“He [Zainul A’bideen] often came to the spot [Zaina Laank] by boat and engaged in worship of the King of Wisdom. They say he spent many “forty days “ in that place. One day a wicked son of his came to that place to kill him, and finding him alone, drew a sword and went in. When his eye fell on the Sultan, however, on account of his venerable dignity and the might of his virtues, he became confused and bewildered and turned away. The Sultan shortly after came out and seated himself in the boat with this same son, and started for the city. On the way he said to his son, “I have forgotten my rosary; get into a canoe and fetch it for me.” The son having gone into the temple sees his father in the same place, and the graceless man with complete shame of face falls at his father’s feet and asks pardon for his fault. They have told many tales of such miracles as this of him, and they say also that he had well practiced the science of khala [withdrawal of the soul from the body]”
Irrespective of whether or not he possessed spiritual powers, Zainul A’bideen is known to have been a man of wisdom who delivered justice using his intellect. Historian Hassan Khuihami quotes an incident where a jealous woman killed her own son, accused her co-wife of the murder and petitioned the King. After his courtiers failed to solve the case, Zainul A’bideen called the accused and told her in private that if she had murdered the child and spoke the truth then he would forgive her otherwise she would be punished. The lady denied having committed the crime and told the King to proceed as he deemed right. Upon this, the King asked her if she was not guilty, she must go home walking naked in front of the people. The lady replied that she would prefer death a hundred times than do such an act. The King then called the petitioner and repeated the same sequence with her. She told the King that if it was proved that her co-wife was not the murderer of her child then she was ready to die. When the King told her that if she was telling the truth she must walk naked in front of the people she readily agreed and began to undress. The King admonished her, stopped her from putting off her clothes and declared that the petitioner herself was the murderer of her child. The woman was thrashed following which she admitted to the crime.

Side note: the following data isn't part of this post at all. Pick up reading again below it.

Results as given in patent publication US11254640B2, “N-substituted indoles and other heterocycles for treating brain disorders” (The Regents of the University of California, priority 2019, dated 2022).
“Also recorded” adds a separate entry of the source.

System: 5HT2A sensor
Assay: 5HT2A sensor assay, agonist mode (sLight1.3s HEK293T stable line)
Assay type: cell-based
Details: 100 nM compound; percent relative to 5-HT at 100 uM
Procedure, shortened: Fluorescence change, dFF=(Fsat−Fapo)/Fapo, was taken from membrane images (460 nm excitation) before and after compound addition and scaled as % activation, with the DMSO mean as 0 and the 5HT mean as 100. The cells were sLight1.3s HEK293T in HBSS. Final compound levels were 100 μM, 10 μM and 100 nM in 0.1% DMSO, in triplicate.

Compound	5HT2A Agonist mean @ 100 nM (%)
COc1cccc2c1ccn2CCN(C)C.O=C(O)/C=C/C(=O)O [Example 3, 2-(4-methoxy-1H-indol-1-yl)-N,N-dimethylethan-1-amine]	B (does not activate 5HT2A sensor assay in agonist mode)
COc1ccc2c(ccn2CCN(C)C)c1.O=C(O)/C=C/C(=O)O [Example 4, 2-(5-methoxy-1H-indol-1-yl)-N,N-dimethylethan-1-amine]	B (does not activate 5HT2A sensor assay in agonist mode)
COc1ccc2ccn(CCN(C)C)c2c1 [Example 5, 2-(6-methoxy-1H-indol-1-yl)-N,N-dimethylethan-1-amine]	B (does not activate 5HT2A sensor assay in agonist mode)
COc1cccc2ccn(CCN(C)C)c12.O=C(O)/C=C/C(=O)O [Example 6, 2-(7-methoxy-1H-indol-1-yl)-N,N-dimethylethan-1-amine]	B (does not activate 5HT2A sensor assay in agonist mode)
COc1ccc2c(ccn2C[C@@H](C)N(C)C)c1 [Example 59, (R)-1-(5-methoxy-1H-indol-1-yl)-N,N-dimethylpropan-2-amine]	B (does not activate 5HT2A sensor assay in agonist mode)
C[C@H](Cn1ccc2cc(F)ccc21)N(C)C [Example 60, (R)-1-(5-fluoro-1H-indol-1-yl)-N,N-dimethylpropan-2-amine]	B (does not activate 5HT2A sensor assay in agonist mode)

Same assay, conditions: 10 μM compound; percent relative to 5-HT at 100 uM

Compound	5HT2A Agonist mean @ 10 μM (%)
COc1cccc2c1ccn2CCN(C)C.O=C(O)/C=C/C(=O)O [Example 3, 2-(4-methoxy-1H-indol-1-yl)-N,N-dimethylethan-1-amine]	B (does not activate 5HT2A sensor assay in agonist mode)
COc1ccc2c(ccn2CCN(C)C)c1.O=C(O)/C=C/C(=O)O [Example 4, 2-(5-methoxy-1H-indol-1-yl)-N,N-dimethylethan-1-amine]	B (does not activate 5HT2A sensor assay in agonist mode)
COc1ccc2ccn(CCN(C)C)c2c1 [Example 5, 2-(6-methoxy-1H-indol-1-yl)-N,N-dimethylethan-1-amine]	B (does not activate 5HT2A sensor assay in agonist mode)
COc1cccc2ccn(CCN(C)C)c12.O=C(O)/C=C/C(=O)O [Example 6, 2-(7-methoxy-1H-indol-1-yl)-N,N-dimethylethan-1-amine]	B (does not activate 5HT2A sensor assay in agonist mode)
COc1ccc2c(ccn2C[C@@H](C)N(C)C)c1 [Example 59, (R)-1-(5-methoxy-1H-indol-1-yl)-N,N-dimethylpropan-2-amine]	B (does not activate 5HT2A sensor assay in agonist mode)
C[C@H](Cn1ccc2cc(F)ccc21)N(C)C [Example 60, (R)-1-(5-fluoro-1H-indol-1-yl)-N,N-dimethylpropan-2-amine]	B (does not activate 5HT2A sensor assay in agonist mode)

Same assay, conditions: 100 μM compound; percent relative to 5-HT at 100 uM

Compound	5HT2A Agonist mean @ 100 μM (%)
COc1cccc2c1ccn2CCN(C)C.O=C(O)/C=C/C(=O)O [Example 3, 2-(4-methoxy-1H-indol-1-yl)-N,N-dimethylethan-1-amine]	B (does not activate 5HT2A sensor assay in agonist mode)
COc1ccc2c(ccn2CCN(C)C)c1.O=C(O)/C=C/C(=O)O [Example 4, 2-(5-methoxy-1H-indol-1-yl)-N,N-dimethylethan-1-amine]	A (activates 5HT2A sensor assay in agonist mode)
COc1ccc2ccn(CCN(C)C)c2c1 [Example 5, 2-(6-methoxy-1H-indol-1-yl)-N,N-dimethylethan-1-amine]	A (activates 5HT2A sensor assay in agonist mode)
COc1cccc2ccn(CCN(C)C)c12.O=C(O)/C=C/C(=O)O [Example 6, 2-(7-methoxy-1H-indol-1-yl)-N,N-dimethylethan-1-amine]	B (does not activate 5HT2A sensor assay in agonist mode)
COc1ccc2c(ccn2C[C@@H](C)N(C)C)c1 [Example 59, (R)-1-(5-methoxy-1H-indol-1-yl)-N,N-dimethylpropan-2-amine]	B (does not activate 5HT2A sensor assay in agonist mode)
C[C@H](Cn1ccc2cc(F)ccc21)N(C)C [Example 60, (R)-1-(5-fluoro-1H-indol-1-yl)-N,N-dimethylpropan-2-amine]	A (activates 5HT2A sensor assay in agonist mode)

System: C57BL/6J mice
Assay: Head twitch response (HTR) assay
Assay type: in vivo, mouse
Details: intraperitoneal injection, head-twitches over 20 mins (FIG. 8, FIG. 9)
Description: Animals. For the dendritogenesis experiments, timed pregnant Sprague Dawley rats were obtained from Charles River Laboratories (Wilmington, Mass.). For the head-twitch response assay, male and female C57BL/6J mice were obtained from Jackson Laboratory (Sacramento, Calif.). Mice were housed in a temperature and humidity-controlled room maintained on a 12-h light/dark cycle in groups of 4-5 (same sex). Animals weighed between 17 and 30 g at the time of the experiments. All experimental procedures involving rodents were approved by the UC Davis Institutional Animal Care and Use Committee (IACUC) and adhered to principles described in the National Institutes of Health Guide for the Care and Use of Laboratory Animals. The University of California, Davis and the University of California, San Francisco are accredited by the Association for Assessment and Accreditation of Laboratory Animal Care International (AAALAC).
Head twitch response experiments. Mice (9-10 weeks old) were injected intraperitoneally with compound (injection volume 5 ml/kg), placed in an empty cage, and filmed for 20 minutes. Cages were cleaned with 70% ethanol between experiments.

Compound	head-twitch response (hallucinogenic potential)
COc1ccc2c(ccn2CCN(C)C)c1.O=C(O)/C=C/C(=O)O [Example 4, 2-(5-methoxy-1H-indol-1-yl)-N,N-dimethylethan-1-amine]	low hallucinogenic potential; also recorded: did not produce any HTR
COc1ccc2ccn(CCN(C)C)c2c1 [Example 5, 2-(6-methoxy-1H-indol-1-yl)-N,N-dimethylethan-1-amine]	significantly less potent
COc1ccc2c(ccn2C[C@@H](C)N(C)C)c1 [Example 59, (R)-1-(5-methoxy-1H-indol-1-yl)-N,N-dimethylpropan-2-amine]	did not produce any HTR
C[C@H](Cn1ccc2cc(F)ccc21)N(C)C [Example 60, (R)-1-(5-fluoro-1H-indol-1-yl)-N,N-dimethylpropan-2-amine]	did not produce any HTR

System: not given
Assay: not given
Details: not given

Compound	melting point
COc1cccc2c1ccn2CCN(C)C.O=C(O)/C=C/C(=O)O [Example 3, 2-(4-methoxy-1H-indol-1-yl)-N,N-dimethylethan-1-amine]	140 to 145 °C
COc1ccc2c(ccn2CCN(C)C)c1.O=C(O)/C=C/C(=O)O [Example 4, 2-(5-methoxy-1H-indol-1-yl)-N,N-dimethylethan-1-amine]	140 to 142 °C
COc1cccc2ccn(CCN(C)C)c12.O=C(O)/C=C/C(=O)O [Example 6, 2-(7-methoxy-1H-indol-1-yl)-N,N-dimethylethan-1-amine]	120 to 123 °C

For his ‘liberal religious policy and winning over minorities’, Zainul A’bideen is likened to Mughal ruler, Akbar. Apart from the rule of both lasting for half a century each, Akbar seems to have followed Zainul A’bideen in so far as his disposition towards his Hindu subjects was concerned. About 150 years before Akbar followed suit, Zainul A’bideen had appointed Hindus on high administrative positions and married Hindu women. Two of his queens were daughters of a Hindu ruler of Jammu. He also married daughter of Sunder Sena, the ruler of Rajouri. He abolished jazia and banned cow slaughter and reversed his father, Sikandar’s alleged oppressive policies towards the Hindus. In winning the hearts of his Hindu subjects he even crossed the redlines of his faith and actively participated in their religious ceremonies and visited temples. “[W]hen the monks of Sri Jain monastery celebrated the worship of vessels, he took part in it, and fed the monks.” He made Vythtruvah (birthday of River Jhelum) an officially celebrated annual festival whose roots lay in the local Hindu belief that the river was the incarnation of Patvati, consort of Hindu god, Shiva. The King would personally take part in the celebrations. On one such occasion, he embarked on a boat and went to see the capital. Women made offerings to the Jhelum and the King spent with pleasure the whole night listening to music and witnessing the worship performed by the citizens. He “forbade the killing of fish in certain tanks and meat eating on some days.” He also participated in Hindu pilgrimages. During one such pilgrimage to the famous Vijeshwara Temple in Bijbehara, he was accompanied by Srivara who also writes that during a pilgrimage to Harmukta, the King sighted the Foot of Vishnu. He lifted the ban imposed by his father on suttee, Hindu ritual of burning alive of a widow on the pyre of her dead husband. He is believed to have issued an order allowing those who had allegedly embraced Islam under pressure to return to their faith if they so wished.